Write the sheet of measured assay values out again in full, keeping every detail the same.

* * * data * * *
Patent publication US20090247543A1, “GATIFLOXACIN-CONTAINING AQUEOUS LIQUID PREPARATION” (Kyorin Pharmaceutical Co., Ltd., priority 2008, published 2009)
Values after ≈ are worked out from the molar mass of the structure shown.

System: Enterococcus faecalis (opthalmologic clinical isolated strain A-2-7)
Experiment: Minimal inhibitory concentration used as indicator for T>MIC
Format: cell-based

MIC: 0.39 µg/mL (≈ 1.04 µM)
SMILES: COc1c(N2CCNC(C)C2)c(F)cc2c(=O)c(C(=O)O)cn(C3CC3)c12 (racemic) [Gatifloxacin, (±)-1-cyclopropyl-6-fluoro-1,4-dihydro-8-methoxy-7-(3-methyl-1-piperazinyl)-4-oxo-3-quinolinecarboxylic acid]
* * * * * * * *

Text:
Patent publication US20090247543A1, “GATIFLOXACIN-CONTAINING AQUEOUS LIQUID PREPARATION” (Kyorin Pharmaceutical Co., Ltd., priority 2008, published 2009)
Values after ≈ are worked out from the molar mass of the structure shown.

System: Enterococcus faecalis (opthalmologic clinical isolated strain A-2-7)
Experiment: Minimal inhibitory concentration used as indicator for T>MIC
Format: cell-based

MIC: 0.39 µg/mL (≈ 1.04 µM)
SMILES: COc1c(N2CCNC(C)C2)c(F)cc2c(=O)c(C(=O)O)cn(C3CC3)c12 (racemic) [Gatifloxacin, (±)-1-cyclopropyl-6-fluoro-1,4-dihydro-8-methoxy-7-(3-methyl-1-piperazinyl)-4-oxo-3-quinolinecarboxylic acid]